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What do you need to know about the Transforming Cities Fund?

In March, the Department for Transport launched the £1.7 billion Transforming Cities Fund. Here’s all you need to know…


The £1.7bn capital fund for transport schemes in England’s largest city regions aims to enhance UK productivity through improved connectivity.

Half of the Fund is already allocated to the following six Mayoral Combined Authorities; Liverpool City Region, Tees Valley, Greater Manchester, West of England, Cambridgeshire and Peterborough and the West Midlands.

But the remaining £840m is still up for grabs to city regions through a competitive process.

Who can apply?

Any English local transport authority outside London are eligible to apply. But the six Mayoral Combined Authorities receiving automatic allocations are ineligible to apply.

The fund is targeted at city regions with a workday population over 200,000 people. Remember though, if a functional city geography does not reflect a local authority boundary but a clear ‘city region’ can be defined, local authorities can bid jointly.

What is the process?

In phase 1, applications submitted must define the key transport challenges and productivity issues, describing the wider fit with other stakeholders and investment pots, and outline a vision for improved connectivity.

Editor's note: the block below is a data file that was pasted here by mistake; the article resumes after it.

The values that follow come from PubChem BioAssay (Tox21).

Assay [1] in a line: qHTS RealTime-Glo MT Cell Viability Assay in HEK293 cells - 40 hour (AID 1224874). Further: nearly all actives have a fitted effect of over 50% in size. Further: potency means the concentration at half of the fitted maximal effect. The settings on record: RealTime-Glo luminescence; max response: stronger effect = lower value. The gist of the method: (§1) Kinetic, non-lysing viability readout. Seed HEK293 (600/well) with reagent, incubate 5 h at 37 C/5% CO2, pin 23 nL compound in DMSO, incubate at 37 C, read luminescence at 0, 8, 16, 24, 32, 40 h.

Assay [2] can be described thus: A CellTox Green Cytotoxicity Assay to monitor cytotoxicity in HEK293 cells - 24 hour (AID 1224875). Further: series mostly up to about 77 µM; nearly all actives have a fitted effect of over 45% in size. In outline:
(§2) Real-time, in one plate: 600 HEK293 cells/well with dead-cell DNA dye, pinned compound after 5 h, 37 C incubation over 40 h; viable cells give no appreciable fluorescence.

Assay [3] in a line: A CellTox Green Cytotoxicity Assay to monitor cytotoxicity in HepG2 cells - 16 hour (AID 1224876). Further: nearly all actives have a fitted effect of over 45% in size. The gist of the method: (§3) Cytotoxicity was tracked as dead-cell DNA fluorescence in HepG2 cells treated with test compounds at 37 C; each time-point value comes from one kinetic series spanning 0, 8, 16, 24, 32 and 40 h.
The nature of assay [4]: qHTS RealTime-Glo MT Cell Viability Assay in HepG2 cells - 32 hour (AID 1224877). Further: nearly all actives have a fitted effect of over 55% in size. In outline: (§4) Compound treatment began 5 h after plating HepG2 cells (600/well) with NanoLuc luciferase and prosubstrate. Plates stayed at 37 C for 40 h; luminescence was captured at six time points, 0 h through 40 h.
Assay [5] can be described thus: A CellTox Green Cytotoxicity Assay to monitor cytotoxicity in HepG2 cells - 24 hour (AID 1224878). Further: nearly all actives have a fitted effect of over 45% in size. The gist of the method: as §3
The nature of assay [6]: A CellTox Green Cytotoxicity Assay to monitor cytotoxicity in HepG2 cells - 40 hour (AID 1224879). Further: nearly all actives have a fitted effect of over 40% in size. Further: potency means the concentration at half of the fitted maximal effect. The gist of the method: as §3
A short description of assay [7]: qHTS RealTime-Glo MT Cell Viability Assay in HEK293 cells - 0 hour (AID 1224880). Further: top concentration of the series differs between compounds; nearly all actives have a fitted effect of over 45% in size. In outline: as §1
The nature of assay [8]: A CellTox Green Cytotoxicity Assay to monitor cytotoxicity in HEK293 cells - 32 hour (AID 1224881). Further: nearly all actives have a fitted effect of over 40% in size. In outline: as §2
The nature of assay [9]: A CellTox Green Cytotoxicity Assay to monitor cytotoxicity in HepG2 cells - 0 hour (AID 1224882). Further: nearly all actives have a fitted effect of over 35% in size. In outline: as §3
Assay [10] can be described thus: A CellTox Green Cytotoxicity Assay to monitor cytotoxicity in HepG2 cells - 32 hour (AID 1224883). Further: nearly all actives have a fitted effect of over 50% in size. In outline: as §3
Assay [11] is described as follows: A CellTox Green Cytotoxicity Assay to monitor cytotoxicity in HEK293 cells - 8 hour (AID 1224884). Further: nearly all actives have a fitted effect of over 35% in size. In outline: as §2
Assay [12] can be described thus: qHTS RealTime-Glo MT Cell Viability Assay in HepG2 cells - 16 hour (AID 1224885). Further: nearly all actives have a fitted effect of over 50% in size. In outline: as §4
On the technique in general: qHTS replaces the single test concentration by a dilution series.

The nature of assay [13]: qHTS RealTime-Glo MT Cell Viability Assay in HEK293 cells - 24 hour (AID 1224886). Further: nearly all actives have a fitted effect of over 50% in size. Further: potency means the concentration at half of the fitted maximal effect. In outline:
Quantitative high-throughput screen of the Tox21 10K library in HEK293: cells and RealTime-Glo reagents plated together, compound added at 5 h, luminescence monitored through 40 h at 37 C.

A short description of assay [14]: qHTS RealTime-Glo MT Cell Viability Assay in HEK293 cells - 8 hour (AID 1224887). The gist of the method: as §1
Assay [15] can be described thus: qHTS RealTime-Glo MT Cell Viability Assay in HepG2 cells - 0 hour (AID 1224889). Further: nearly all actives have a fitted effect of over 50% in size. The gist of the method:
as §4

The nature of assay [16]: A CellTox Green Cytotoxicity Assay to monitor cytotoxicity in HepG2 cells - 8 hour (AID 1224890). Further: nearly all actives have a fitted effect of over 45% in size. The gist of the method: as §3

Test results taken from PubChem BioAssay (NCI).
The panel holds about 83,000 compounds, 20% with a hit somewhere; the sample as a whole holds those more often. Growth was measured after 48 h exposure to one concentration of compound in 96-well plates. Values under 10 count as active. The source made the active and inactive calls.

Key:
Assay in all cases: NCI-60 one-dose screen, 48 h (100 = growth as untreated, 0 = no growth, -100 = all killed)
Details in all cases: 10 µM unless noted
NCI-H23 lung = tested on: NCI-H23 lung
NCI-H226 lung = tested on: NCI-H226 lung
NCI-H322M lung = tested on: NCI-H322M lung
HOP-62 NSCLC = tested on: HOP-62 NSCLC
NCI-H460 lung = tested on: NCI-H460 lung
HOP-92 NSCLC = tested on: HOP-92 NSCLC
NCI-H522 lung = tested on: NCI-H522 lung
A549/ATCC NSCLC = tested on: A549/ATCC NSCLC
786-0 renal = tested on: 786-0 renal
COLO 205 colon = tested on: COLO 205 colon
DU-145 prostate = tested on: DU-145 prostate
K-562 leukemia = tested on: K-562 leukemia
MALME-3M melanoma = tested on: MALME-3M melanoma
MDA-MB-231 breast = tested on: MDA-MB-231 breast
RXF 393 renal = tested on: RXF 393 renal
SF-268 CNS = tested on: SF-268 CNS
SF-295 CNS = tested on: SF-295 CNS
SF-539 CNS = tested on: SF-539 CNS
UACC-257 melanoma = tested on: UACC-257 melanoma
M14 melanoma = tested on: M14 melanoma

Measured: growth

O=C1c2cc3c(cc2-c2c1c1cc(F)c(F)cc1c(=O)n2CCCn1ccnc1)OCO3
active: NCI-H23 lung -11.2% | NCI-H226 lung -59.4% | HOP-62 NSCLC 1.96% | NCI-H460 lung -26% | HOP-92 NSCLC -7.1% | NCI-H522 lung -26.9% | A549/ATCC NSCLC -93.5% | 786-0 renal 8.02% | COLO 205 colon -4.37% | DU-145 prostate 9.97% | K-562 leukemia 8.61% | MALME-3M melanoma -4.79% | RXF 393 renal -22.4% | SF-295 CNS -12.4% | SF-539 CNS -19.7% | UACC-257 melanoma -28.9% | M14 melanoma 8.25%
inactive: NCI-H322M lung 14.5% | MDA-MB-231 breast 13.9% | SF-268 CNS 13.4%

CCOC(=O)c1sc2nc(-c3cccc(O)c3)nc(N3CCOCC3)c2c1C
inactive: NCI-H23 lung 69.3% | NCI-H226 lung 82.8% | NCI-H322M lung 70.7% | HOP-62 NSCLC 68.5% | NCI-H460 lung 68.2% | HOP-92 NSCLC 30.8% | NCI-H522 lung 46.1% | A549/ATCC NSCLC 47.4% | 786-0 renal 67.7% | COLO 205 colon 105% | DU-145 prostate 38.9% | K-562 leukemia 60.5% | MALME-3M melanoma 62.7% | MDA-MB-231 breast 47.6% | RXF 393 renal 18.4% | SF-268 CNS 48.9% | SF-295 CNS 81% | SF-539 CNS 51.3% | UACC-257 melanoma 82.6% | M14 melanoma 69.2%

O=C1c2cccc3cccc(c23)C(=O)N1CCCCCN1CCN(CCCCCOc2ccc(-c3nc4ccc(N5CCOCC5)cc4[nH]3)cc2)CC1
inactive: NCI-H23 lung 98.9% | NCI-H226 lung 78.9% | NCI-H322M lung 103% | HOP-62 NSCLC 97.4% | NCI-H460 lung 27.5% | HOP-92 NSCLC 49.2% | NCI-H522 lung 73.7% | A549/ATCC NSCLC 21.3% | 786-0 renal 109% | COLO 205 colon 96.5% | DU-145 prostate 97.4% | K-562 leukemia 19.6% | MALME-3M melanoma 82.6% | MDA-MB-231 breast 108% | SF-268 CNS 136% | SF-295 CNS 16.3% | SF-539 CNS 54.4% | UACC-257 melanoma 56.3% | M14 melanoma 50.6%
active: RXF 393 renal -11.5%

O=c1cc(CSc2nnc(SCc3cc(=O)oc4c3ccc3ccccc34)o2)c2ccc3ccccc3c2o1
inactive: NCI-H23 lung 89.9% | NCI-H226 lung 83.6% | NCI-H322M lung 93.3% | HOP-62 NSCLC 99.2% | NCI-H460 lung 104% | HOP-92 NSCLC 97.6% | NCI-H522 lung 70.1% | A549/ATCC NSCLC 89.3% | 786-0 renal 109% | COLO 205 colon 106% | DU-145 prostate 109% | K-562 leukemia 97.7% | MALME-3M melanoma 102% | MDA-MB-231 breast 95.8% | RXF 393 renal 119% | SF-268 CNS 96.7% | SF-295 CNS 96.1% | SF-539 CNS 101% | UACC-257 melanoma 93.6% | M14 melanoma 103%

Government will then shortlist up to 10 city regions for further consideration in phase 2. In the 2nd phase Government will work collaboratively with the shortlisted city regions to develop bespoke packages of schemes which will be scrutinised.

The deadline of June 8 for  phase 1 submissions is approaching quickly; so remember to focus on these three key themes: Definition and Challenges, Who and Where, and Ambition for Change. 

Where to start?

Our advice to any authority wishing to apply would be to start now and focus on the following areas:

Define your case for investment

  • Define your ‘city region’  undertake initial research and analysis to determine if you are likely to qualify in terms of the size of the workday population
  • Define and evidence your challenge
  • Identify and prioritise the main corridors or places for investment

Engage and collaborate with others

  • Early engagement with adjacent transport authorities to scope out your city region and identify problems
  • Seek input from stakeholders to demonstrate support e.g. local businesses, academia
  • Identify what additional funding could be raised

Integrate the proposal with wider plans and strategies

  • Demonstrate how proposals will support and integrate with wider long-term plans and spatial strategies for growth and air quality
  • Align with the DfT’s Transport Investment Strategy and the Government’s Industrial Strategy to address the Future of Mobility Grand Challenge

This blog was written by WSP Development Techincal Director, David Wildman.